Fun, playful and downright comical, we’ve gone bananas for Aga Giecko’s illustrations.
Originally from Lublin, Poland, it was at Camberwell College of Arts where Aga developed her bold and sketchy, sharpie style. Each of her illustrations are bright and joyful, but what we really love about the illustrator is her ability to create mischievous and whimsical characters. Like Aga’s degree show piece where she went through the whole of art history, and replaced key figures with bananas.
In her bright and joyful illustrations, Aga brings to life the inanimate by giving cheeky grins to buildings, disgruntled frowns to plants and tears to kitchen utensils. With this approach the illustrator is hilarious in her drawing style, overcoming her barrier with the English language and filling each piece with puns and giggles. In each object’s new illustrated life Aga’s created a chaotic but equally idyllic narrative, and we want in.
It’s Nice That: Why did you decide to study illustration?
Aga Giecko: I never thought I would be where I am now. When studying in my hometown, Lubin, I seriously considered becoming a lawyer. Why? Because of financial security. When applying for illustration courses abroad, I thought it was a risky decision. Little did I know that I would have a UAL degree a few, amazing years later.
I would always doodle, put illustrations in letters to make someone’s day. The smiles I got were really rewarding. I feel like I’ve always cared about the emotion that my art evokes; it is ‘my gift’ to everyone close to me.
Both my Mom and Grandma are very talented, but never got to pursue art as a way of living; finding an occupation in that field in Poland is not easy. Being the first generation in my family that can follow my dreams acts as an enormous motivation for me.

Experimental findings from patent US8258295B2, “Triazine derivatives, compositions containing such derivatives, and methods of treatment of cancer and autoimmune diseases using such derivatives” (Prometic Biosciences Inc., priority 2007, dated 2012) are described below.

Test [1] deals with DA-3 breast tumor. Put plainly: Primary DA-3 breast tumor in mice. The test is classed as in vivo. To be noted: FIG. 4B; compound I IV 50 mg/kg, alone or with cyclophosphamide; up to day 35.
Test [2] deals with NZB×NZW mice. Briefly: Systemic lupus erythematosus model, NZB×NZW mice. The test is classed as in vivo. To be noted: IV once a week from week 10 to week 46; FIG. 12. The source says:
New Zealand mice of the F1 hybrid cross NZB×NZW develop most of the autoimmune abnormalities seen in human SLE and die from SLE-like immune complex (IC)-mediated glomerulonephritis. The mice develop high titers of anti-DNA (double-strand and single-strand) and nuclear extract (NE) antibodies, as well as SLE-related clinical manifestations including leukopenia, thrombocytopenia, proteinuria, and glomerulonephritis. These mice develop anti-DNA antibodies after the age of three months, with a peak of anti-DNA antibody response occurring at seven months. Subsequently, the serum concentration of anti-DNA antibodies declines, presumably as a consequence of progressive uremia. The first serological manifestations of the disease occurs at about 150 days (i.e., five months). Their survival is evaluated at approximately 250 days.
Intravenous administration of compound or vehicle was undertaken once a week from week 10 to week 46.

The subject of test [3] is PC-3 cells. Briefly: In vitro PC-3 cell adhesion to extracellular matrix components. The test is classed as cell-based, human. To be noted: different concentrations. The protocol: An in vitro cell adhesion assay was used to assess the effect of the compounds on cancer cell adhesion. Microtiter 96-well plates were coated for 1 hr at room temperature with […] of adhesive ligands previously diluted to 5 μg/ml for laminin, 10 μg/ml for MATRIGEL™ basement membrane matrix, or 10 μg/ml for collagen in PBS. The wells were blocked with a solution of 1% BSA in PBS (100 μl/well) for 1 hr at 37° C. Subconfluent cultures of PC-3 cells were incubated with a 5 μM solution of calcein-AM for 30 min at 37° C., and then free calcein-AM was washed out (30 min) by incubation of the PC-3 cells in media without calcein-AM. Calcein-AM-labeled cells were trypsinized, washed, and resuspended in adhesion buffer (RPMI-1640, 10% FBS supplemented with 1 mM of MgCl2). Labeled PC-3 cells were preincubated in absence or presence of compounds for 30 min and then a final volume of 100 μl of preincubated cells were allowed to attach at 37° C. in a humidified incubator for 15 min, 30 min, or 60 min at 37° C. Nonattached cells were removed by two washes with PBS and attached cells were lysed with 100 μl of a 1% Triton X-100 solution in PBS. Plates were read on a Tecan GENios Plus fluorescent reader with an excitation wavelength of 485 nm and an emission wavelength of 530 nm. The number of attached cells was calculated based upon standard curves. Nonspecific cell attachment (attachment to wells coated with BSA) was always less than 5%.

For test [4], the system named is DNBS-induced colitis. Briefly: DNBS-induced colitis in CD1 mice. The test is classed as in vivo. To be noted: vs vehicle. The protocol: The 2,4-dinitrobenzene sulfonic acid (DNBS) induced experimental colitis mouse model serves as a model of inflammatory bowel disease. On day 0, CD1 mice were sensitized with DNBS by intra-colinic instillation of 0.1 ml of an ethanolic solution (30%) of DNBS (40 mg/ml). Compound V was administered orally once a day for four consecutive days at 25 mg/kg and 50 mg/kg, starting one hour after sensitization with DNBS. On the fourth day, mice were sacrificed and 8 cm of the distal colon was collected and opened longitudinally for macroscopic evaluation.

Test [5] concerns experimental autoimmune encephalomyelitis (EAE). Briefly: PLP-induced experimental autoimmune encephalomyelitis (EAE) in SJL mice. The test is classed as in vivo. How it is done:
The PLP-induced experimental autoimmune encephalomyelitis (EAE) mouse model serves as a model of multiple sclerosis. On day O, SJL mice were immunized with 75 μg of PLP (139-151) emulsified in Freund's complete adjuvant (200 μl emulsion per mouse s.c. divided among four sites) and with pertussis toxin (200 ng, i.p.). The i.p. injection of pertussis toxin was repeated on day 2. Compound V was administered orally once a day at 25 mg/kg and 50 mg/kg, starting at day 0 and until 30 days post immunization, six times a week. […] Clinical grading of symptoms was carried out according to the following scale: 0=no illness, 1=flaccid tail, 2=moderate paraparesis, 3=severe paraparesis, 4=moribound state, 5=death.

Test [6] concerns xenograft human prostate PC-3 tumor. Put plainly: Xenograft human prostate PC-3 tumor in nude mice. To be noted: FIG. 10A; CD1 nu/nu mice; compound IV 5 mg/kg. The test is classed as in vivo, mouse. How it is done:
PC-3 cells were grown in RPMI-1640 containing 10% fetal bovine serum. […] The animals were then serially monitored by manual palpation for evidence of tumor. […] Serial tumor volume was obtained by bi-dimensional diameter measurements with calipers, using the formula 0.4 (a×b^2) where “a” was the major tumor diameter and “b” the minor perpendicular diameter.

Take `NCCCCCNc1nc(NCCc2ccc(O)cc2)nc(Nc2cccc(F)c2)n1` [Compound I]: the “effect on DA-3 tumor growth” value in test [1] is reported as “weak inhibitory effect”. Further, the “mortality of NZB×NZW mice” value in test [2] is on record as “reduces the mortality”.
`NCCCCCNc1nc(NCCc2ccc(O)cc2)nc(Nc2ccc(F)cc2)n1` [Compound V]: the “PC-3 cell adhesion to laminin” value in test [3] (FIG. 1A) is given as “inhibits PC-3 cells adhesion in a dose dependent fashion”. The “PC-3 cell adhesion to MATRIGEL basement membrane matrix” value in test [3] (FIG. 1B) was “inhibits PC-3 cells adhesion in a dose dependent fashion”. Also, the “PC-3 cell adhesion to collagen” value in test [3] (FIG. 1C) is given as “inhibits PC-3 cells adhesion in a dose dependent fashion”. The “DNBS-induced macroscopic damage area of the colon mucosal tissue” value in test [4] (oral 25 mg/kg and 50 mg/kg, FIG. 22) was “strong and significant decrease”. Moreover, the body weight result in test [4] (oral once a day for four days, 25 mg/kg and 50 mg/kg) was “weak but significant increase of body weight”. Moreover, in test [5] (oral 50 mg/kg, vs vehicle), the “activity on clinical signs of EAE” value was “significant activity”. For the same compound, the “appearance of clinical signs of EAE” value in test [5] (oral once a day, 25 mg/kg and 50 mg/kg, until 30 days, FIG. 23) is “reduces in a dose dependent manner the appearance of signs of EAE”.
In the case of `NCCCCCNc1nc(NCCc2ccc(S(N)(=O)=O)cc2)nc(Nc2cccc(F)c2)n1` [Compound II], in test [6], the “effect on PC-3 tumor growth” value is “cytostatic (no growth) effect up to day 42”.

INT: Can you describe a project you’re most proud of and why?
AG: I am most proud of my degree show; it sums up my development as a creative as I experimented with a variety of mediums. I wanted to learn as much as possible before leaving university and step outside of my comfort zone.
Allegedly, “50% of Human DNA is shared with bananas”; so I based my project on this fact, replacing humans with them. I wanted to find a way of depicting something more ‘human’ in a unique style, focusing on emotions rather than a realistic visual representation.
In the end, I created this easy-going, alternative universe in which humans are replaced by fruity individuals. For someone coming from a tree, they were much more down to earth than you would expect. Isn’t that just bananas?
INT: Is there a particular person who has shaped your university experience or creative outlook?
AG: I wouldn’t be writing this interview if it wasn’t for the guidance of my tutors. The Camberwell technicians who are often forgotten, are knowledgeable, patient and have a desire to teach.
Furthermore, I was lucky enough to spend time with some great creatives. Loose Knees Press, founded by two course-mates, changed my view on publishing and Doctor Gurlfriend introduced me to the world of comics.
INT: What inspires your work?